…Yet no sooner were we there than we were gone again, it seemed. First a short time to savour Machu Picchu from the upper terraces again, and reflect on our time in Peru now coming to an end. And then we were onto the bus, then onto the train, and finally into the van, while the peaks we had so briefly moved among were whisked away, back into the clouds…

vendredi 7 octobre 2011

At the centre of the world

We stagger bleary-eyed off the bus: it was a grisly 4.30 wake-up call, and now after the hairpin bends I feel a bit like I’ve been blindfolded and spun in a circle.

Around us early-morning clouds are rising out of the Sacred Valley, and we find ourselves blinking in the sunlight as the mists clear over Huayna Picchu (the young mountain) to the north and Machu Picchu (the old mountain) to the south, and the peaks of mountains to east and west rear suddenly close. The blindfold lifts, and here we are at the centre of the Inca world.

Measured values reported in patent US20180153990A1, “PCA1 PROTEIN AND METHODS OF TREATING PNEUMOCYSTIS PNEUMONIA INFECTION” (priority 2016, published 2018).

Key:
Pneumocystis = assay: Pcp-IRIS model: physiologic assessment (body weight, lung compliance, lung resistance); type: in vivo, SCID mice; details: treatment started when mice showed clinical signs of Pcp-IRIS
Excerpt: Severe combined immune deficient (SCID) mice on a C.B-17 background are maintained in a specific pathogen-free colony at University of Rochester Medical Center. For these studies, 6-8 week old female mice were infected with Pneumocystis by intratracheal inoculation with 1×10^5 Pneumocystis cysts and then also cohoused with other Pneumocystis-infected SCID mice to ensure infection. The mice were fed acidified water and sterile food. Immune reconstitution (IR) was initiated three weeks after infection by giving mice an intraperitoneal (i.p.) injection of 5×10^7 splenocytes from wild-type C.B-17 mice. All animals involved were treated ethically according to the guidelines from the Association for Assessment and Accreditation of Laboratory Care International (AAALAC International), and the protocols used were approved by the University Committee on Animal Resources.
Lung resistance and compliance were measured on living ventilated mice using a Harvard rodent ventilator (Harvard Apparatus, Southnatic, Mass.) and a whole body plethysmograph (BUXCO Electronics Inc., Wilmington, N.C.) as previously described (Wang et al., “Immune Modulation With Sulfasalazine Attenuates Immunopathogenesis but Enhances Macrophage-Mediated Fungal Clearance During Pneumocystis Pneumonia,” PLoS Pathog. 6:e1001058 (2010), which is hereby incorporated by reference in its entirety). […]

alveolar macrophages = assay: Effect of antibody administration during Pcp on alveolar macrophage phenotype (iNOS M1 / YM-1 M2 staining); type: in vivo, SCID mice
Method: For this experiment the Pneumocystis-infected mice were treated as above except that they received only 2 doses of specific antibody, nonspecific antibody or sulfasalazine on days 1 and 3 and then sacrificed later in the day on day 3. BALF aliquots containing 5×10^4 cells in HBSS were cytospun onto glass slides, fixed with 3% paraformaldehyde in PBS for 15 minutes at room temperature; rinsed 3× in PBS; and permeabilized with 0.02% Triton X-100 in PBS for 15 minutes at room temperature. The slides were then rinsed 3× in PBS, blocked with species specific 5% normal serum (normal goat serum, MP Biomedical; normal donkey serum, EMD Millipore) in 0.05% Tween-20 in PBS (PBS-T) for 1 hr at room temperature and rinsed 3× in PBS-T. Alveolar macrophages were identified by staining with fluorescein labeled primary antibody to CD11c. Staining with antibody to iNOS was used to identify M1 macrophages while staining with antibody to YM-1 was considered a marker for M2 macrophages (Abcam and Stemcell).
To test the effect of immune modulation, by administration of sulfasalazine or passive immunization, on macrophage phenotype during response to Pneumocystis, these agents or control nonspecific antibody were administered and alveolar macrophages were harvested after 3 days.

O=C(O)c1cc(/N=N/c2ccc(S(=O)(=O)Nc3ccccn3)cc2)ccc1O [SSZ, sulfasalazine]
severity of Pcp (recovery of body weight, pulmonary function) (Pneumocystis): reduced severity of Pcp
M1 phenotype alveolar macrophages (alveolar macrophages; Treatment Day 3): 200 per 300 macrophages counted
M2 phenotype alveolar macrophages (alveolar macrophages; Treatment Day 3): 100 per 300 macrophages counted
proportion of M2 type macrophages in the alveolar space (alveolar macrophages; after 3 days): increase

The city built here some 500 years ago is tiny by comparison with other Inca ruins we’ve visited in recent days, but the beautiful precision of layout and stonework, the tailoring of terrace and temple to the lines of peak and sky, were wonderfully familiar. Wilbert, our shaman-guide, led our little group up to the upper terraces, from where we could gaze tranquilly on the little miracle below. He pointed out how the setting of the sacred city was aligned with both the mountains whose gods (apus) watched over it and the major constellations in the sky above. Taking three coca leaves, symbolising the trinity of the spirit world, humankind and the gods, he made a dedication to the apus and had each of us do the same. Then, tuning out the growing noise of the tourists arriving from Ollantaytambo, we sat listening to the suddenly full-throated birds and drinking in the peace and beauty of the place for a long while before heading down to tour the site proper.